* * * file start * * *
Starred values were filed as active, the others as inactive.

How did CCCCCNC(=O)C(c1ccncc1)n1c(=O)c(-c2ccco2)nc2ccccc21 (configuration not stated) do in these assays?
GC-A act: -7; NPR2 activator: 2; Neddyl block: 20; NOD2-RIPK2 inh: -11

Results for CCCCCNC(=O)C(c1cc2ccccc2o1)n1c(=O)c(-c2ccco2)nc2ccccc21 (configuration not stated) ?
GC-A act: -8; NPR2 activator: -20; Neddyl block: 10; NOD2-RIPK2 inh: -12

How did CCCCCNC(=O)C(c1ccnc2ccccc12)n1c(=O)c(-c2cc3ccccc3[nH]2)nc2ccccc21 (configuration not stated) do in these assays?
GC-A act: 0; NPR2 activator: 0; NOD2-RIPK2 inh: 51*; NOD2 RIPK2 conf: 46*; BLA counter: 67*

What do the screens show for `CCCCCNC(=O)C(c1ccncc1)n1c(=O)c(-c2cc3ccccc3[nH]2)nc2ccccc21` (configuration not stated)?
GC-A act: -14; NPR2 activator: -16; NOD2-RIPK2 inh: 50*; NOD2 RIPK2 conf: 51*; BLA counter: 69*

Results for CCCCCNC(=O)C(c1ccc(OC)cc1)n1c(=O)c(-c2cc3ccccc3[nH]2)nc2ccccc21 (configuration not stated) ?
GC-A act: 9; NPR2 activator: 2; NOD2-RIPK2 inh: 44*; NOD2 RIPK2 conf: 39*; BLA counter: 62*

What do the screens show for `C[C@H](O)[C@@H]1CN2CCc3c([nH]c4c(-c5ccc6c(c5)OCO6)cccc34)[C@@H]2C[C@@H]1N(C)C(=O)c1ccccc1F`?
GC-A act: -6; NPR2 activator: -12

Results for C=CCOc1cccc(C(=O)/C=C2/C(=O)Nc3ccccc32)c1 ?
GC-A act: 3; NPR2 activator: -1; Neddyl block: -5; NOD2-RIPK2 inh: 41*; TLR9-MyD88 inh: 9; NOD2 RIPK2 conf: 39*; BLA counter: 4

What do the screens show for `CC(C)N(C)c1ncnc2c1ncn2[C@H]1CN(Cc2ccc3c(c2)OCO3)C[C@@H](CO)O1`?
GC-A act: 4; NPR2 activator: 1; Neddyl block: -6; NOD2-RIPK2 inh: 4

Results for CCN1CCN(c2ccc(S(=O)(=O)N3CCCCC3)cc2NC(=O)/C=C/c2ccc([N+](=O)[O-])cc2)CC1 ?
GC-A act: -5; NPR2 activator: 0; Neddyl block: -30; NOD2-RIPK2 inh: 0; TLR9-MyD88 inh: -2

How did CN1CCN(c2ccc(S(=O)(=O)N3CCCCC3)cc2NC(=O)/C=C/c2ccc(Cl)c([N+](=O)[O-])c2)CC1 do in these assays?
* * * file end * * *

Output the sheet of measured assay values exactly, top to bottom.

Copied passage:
Starred values were filed as active, the others as inactive.

How did CCCCCNC(=O)C(c1ccncc1)n1c(=O)c(-c2ccco2)nc2ccccc21 (configuration not stated) do in these assays?
GC-A act: -7; NPR2 activator: 2; Neddyl block: 20; NOD2-RIPK2 inh: -11

Results for CCCCCNC(=O)C(c1cc2ccccc2o1)n1c(=O)c(-c2ccco2)nc2ccccc21 (configuration not stated) ?
GC-A act: -8; NPR2 activator: -20; Neddyl block: 10; NOD2-RIPK2 inh: -12

How did CCCCCNC(=O)C(c1ccnc2ccccc12)n1c(=O)c(-c2cc3ccccc3[nH]2)nc2ccccc21 (configuration not stated) do in these assays?
GC-A act: 0; NPR2 activator: 0; NOD2-RIPK2 inh: 51*; NOD2 RIPK2 conf: 46*; BLA counter: 67*

What do the screens show for `CCCCCNC(=O)C(c1ccncc1)n1c(=O)c(-c2cc3ccccc3[nH]2)nc2ccccc21` (configuration not stated)?
GC-A act: -14; NPR2 activator: -16; NOD2-RIPK2 inh: 50*; NOD2 RIPK2 conf: 51*; BLA counter: 69*

Results for CCCCCNC(=O)C(c1ccc(OC)cc1)n1c(=O)c(-c2cc3ccccc3[nH]2)nc2ccccc21 (configuration not stated) ?
GC-A act: 9; NPR2 activator: 2; NOD2-RIPK2 inh: 44*; NOD2 RIPK2 conf: 39*; BLA counter: 62*

What do the screens show for `C[C@H](O)[C@@H]1CN2CCc3c([nH]c4c(-c5ccc6c(c5)OCO6)cccc34)[C@@H]2C[C@@H]1N(C)C(=O)c1ccccc1F`?
GC-A act: -6; NPR2 activator: -12

Results for C=CCOc1cccc(C(=O)/C=C2/C(=O)Nc3ccccc32)c1 ?
GC-A act: 3; NPR2 activator: -1; Neddyl block: -5; NOD2-RIPK2 inh: 41*; TLR9-MyD88 inh: 9; NOD2 RIPK2 conf: 39*; BLA counter: 4

What do the screens show for `CC(C)N(C)c1ncnc2c1ncn2[C@H]1CN(Cc2ccc3c(c2)OCO3)C[C@@H](CO)O1`?
GC-A act: 4; NPR2 activator: 1; Neddyl block: -6; NOD2-RIPK2 inh: 4

Results for CCN1CCN(c2ccc(S(=O)(=O)N3CCCCC3)cc2NC(=O)/C=C/c2ccc([N+](=O)[O-])cc2)CC1 ?
GC-A act: -5; NPR2 activator: 0; Neddyl block: -30; NOD2-RIPK2 inh: 0; TLR9-MyD88 inh: -2

How did CN1CCN(c2ccc(S(=O)(=O)N3CCCCC3)cc2NC(=O)/C=C/c2ccc(Cl)c([N+](=O)[O-])c2)CC1 do in these assays?